And So It Begins

On this first day of March Monday Mania, I'm thrilled to have Julie Flanders as my guest. Julie's been a blog friend for a long time, and I'm excited for her to share her new book, POLAR NIGHT, here at the Tiki Hut.

Not only is Julie sharing information about POLAR NIGHT, she's also sharing an ebook version with one lucky commenter. To be eligible, all you have to do is leave a comment on this post between now and 9 p.m. Central Standard Time on Thursday, March 7.

The winner will be posted on the Top Ten on Friday, March 8.

:::

Thank you so much for having me here at the Tiki Hut today, Carol!

I always love to come to the Tiki Hut to soak up some sun and enjoy the ocean breeze. But today I want to write about a setting that is about as far removed from Carol's internet home as you can get. I'm writing about Fairbanks, Alaska, which is the primary setting of my debut novel, Polar Night. More specifically, I'm writing about winter in Fairbanks.

My novel takes place during December and the winter solstice plays a large role in the story. Each year on the solstice, Fairbanks only experiences about 3 hours and 40 minutes of sunlight. The sun rises at around 11:00 in the morning and disappears again before 3:00 in the afternoon. The month of December is depressingly dark in Fairbanks, as the longest day of the month is not even 5 hours long.

In addition to the dark skies, Fairbanks sees frigid temperatures in the winter months. The average winter temperatures range from -15 to -25 degrees Fahrenheit, but extremes of -50 and even -60 degrees are not unheard of. The lowest recorded temperature in Fairbanks history was -62 degrees.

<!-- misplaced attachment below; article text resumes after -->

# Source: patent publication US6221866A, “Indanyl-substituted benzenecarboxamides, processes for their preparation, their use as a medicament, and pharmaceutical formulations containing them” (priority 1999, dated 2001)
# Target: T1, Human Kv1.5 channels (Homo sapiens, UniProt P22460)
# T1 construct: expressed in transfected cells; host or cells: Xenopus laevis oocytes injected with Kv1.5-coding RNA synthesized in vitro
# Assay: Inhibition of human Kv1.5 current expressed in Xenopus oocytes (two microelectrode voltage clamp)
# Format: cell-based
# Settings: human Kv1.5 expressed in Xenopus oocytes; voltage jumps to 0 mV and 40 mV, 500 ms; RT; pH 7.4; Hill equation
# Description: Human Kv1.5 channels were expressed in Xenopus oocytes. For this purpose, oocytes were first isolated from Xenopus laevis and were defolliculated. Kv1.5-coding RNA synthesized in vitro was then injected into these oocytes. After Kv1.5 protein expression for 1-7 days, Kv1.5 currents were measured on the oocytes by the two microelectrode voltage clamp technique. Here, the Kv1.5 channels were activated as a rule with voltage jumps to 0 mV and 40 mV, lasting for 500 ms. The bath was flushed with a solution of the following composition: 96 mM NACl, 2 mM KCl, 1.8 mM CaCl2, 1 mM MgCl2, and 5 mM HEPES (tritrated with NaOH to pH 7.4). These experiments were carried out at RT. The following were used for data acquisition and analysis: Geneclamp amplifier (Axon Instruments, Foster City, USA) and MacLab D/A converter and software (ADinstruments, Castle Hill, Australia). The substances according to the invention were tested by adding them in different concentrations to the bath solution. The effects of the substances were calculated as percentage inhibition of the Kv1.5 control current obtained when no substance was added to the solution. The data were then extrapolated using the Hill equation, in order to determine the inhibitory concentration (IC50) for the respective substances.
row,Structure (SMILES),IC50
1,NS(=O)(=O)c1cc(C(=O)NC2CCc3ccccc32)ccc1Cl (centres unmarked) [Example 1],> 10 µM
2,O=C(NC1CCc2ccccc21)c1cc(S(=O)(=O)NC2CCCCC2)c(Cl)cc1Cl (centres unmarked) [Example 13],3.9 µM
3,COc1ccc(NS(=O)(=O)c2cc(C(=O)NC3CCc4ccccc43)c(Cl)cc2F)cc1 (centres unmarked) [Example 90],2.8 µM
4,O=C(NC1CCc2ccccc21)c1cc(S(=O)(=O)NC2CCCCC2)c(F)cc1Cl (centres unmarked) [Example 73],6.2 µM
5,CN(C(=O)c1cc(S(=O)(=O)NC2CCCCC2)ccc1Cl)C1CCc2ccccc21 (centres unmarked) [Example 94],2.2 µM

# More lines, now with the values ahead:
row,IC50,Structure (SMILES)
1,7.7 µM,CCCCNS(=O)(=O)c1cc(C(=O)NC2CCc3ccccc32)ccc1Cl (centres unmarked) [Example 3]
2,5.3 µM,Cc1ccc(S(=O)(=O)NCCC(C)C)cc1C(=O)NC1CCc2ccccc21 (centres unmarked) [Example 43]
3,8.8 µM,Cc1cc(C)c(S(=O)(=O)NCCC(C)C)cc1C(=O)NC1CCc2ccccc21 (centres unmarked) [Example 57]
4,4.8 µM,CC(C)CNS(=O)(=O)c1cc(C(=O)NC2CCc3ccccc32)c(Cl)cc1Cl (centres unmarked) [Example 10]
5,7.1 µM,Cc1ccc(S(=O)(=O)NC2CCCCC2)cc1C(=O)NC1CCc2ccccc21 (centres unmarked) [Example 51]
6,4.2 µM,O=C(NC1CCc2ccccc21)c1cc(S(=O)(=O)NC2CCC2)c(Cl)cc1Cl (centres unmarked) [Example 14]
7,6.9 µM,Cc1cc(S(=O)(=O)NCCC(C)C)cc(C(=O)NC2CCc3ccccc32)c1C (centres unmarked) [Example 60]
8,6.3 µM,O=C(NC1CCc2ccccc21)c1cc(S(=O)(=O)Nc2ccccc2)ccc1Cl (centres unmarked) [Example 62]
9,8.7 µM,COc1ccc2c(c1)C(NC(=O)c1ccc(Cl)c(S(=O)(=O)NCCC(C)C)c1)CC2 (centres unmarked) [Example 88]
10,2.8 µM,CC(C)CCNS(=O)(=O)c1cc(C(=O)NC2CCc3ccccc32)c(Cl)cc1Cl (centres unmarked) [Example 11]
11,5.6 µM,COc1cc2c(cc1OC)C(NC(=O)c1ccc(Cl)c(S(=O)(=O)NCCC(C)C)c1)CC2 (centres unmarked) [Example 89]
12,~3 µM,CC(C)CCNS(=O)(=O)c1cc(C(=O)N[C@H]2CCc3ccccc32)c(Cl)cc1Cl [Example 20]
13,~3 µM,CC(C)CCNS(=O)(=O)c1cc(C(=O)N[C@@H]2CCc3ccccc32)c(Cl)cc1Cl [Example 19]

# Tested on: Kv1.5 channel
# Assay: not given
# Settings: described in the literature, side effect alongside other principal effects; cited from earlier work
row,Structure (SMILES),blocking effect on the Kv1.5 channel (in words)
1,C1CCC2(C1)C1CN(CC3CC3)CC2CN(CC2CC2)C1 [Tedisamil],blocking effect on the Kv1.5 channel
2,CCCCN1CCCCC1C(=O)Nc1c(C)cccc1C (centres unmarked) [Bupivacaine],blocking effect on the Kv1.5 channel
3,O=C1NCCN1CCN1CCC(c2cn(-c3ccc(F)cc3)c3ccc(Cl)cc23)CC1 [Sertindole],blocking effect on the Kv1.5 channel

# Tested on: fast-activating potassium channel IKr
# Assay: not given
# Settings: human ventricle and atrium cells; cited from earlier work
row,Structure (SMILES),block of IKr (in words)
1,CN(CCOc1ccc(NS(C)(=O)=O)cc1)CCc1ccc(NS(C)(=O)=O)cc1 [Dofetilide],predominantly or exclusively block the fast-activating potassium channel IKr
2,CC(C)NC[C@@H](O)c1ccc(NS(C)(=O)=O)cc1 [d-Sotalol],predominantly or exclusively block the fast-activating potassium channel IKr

Fairbanks usually sees its first snowfall in September and the ground generally remains covered with snow from October through May. The average snowfall for December is 12 inches, and residents of Fairbanks can expect an average of 59.5 inches of snow each year.

One of the most interesting things I learned about winter in Fairbanks is the presence of ice fog. Ice fog occurs when the air is simply too cold (usually -40 degrees or colder) to absorb the moisture that comes from things such as car exhausts or even human breath. Instead of dissipating into the atmosphere the moisture turns into fine ice crystals that are suspended in the air. Apparently the early settlers in Alaska called the fog “white death” because they believed the crystals could get into their lungs and kill them. I thought it was such a creepy phenomenon that I simply had to include it in my novel.

I can't really say what drew me to Fairbanks and Alaska for my book, as I hate winter weather and am glad that I live in a city (Cincinnati, Ohio) that doesn't usually get much snow. But the snowy landscape and frigid temperatures of the Alaskan winter lit a fire in my imagination and brought the world of Polar Night to life.

Still, after thinking about snow and darkness and ice fog, I'm now ready to get back to the beach here at the Tiki Hut! Someone please help me find my beach chair and my sunscreen, I need to sit in the sun and warm up.

Do you love snow and winter weather or are you all about the summer and the sun? Do you like reading or writing about exotic or extreme locations that are wildly different than your home turf? 

Thanks again Carol for having me as your guest!